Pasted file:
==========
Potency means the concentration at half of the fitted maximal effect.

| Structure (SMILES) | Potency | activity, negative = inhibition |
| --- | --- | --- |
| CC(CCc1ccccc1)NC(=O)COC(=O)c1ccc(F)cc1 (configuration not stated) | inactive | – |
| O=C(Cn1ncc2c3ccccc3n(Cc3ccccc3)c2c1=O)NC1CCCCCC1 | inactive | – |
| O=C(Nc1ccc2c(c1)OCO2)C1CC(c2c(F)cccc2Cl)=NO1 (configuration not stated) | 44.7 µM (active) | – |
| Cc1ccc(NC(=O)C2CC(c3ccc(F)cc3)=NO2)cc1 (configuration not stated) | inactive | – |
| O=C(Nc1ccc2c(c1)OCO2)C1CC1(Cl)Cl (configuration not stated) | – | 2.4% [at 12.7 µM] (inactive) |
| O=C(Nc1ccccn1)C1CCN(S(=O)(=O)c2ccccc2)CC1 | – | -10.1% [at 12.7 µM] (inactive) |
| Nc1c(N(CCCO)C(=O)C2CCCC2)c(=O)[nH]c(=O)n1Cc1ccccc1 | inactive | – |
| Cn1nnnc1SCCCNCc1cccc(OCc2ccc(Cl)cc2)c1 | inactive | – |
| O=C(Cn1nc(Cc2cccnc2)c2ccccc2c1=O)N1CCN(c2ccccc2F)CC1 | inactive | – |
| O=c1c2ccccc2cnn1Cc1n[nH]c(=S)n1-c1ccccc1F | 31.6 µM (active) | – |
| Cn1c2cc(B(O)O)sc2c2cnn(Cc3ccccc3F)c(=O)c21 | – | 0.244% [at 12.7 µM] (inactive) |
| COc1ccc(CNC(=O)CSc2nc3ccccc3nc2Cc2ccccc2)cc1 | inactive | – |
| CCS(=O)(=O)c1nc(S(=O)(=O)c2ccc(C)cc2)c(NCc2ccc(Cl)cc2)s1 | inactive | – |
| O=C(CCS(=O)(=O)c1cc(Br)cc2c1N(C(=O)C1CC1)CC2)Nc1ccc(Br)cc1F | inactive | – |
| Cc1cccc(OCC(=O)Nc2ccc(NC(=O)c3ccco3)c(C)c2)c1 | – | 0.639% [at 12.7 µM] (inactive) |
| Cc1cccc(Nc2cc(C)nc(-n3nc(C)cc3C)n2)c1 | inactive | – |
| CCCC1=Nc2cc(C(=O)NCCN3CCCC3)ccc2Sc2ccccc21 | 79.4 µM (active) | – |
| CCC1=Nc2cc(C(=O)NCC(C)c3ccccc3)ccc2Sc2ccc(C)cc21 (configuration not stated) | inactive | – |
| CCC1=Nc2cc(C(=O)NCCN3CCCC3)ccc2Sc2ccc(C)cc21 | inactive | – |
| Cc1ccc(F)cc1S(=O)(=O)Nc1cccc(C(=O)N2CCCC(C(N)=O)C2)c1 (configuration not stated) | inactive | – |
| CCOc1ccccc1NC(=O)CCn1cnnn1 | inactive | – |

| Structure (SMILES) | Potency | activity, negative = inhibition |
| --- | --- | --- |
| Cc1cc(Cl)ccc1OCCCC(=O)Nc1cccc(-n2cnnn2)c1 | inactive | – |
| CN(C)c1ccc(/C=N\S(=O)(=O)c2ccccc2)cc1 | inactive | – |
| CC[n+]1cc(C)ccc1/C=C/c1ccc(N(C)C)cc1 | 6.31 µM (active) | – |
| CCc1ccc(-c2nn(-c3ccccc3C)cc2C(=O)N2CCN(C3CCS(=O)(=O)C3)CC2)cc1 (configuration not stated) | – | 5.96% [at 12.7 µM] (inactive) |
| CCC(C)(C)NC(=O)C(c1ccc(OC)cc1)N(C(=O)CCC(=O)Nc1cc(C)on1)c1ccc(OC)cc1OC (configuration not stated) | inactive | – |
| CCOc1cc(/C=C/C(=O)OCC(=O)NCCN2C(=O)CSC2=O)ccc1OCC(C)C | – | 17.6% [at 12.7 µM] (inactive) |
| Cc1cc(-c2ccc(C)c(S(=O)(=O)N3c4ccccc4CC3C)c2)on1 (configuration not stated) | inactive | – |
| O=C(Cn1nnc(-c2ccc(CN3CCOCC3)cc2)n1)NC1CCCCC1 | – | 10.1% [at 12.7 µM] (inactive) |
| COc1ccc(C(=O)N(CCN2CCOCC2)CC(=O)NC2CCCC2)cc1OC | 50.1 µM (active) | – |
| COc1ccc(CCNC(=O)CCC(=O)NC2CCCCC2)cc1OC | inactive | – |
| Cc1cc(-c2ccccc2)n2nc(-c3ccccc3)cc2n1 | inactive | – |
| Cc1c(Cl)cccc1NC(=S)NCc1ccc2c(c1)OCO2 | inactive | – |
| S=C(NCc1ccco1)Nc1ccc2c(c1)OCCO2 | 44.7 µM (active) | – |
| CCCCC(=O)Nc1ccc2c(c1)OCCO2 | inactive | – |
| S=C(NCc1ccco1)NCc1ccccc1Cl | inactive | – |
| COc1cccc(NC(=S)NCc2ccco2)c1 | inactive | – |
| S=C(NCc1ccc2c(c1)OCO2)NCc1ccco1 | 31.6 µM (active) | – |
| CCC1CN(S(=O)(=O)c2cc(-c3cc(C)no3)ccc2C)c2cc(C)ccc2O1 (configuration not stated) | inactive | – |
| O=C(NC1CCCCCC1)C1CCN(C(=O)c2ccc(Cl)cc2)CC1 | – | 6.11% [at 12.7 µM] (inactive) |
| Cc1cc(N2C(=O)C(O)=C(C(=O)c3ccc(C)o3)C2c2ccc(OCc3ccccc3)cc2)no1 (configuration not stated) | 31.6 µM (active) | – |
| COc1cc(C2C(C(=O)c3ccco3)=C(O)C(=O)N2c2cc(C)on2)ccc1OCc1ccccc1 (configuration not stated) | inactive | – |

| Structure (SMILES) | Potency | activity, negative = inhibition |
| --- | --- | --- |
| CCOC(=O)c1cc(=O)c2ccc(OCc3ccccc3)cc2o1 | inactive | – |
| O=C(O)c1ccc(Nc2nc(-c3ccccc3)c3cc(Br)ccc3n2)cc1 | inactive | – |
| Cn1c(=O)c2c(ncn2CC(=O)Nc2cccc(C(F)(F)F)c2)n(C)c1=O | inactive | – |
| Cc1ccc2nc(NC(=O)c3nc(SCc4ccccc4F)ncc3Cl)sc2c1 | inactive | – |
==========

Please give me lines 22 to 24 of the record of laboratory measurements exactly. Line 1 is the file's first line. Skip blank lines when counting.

| CCC1=Nc2cc(C(=O)NCCN3CCCC3)ccc2Sc2ccc(C)cc21 | inactive | – |
| Cc1ccc(F)cc1S(=O)(=O)Nc1cccc(C(=O)N2CCCC(C(N)=O)C2)c1 (configuration not stated) | inactive | – |
| CCOc1ccccc1NC(=O)CCn1cnnn1 | inactive | – |